Anti-hunting group which endorsed Obama now calling for ammunition ban
The extremist animal “rights” group, the Humane Society of the United States (HSUS), is back to its old tricks. Earlier this week, the vehemently anti-hunting and anti-gun group once again called for a nationwide ban on lead ammunition, saying that studies by the Center for Disease Control (CDC) and the North Dakota Department of Health prove that game shot with lead ammunition poses a health threat to those who consume it.
In a HSUS press release, Andrew Page, senior director of the Wildlife Abuse Campaign for HSUS said, “Extremist hunters have long contaminated watersheds and habitat, dooming animals to slow and painful deaths. Now that hunters know their actions are directly putting themselves and other people at risk, there are no more excuses to use the ammo that just keeps on killing.”
The typically hysterical rhetoric from HSUS has an all too familiar political ring to it: Alarm the public with fear tactics, label hunters as “extremist,” and push for radical, ill-advised, agenda-driven “solutions.” Their real agenda is actually very transparent: They are against hunting and want to make hunting more difficult and more expensive, with the end goal of eliminating it altogether, by any means possible.
In contrast to this rhetoric, the CDC study should actually dispel fears because it shows that consuming game harvested with traditional ammunition poses no serious health risk.
The study, based on tests of lead levels in the blood of 736 North Dakota residents, found that not one of the study participants had a lead level that might require medical treatment.
In fact, study participants overall had lower levels of lead in the blood than the United States population in general, despite above-average consumption of wild game.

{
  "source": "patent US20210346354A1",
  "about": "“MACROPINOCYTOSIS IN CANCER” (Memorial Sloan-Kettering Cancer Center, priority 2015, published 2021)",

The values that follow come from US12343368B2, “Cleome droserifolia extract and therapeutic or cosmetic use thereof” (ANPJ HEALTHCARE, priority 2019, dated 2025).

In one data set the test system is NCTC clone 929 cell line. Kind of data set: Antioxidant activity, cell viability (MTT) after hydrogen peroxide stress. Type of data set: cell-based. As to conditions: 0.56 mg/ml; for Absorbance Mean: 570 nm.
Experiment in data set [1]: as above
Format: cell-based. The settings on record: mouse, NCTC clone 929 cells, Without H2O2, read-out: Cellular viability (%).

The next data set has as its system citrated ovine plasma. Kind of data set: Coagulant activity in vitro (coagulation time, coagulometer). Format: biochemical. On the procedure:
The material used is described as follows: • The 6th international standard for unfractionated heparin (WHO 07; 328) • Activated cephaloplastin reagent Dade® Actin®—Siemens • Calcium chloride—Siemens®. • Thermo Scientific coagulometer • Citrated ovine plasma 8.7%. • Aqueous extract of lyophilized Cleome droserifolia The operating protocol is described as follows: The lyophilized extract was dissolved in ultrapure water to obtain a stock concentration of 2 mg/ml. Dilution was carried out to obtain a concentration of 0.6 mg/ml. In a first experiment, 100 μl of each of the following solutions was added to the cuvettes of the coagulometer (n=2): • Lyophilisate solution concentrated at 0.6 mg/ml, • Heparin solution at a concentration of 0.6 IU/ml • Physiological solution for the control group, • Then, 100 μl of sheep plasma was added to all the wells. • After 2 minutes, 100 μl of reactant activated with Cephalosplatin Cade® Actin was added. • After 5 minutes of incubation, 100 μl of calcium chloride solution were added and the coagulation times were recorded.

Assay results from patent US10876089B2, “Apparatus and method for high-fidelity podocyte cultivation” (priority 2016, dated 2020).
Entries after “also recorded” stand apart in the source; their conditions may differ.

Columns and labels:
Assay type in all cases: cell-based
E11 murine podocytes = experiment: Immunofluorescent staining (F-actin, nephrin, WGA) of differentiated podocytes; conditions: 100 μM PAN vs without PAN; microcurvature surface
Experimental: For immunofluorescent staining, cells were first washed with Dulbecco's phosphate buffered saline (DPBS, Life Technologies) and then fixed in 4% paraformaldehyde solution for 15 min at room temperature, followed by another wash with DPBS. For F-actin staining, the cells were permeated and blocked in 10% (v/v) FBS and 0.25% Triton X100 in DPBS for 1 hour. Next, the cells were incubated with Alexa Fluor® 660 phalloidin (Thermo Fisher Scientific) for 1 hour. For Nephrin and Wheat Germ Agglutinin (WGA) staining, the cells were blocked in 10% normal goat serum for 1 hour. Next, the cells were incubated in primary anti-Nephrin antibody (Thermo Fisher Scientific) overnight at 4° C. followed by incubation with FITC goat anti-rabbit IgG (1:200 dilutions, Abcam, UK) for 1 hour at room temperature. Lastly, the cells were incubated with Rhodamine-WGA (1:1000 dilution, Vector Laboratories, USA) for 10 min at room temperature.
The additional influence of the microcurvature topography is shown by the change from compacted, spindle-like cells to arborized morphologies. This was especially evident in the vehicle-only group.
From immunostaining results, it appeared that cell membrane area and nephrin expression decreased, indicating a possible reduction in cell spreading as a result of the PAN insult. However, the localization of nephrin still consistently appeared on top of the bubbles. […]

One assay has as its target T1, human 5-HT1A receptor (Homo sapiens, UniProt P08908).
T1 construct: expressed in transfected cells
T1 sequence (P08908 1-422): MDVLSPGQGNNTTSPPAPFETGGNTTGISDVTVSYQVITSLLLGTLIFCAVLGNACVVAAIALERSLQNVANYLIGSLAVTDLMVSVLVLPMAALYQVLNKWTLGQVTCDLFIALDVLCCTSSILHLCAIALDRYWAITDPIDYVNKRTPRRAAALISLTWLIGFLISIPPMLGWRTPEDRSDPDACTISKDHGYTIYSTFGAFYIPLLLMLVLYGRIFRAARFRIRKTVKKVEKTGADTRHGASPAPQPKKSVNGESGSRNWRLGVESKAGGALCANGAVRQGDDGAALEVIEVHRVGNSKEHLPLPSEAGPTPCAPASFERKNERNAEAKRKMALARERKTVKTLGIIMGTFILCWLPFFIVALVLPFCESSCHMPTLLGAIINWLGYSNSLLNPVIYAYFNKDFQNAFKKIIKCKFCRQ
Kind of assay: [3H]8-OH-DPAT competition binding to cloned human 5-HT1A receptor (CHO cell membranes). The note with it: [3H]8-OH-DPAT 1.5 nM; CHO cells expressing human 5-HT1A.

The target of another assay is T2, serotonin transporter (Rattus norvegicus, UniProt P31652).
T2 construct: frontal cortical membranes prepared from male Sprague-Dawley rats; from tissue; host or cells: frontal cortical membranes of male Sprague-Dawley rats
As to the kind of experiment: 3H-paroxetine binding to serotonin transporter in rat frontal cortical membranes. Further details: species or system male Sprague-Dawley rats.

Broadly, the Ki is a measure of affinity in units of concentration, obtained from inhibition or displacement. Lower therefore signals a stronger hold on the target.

Of the study participants, 80.8 percent reported eating wild game, and 98.8 percent of those reported they had harvested the game themselves, or that friends or family members had taken it. Most had regularly eaten significant amounts of game meat year round for 10 years or more.
The study was requested by the North Dakota Department of Health after a local doctor reported finding lead fragments in packets of ground venison donated to food pantries. The doctor found the fragments through X-ray analysis. Unfortunately, he was later discovered to have ties to a group that has supported broader bans on hunting with lead ammunition. His findings, unfortunately, led to the premature disposal of thousands of pounds of donated venison that could have been used to feed hungry North Dakotans.
Though the study proved that eating wild game doesn’t dangerously elevate blood lead levels, hunters and shooters should, of course, follow basic lead hygiene practices as taught in NRA basic firearm training programs. Washing hands, faces, and clothing after shooting or reloading ammunition, and cleaning bullet fragments and shot from wild meat before cooking, are common sense precautions anyone can employ.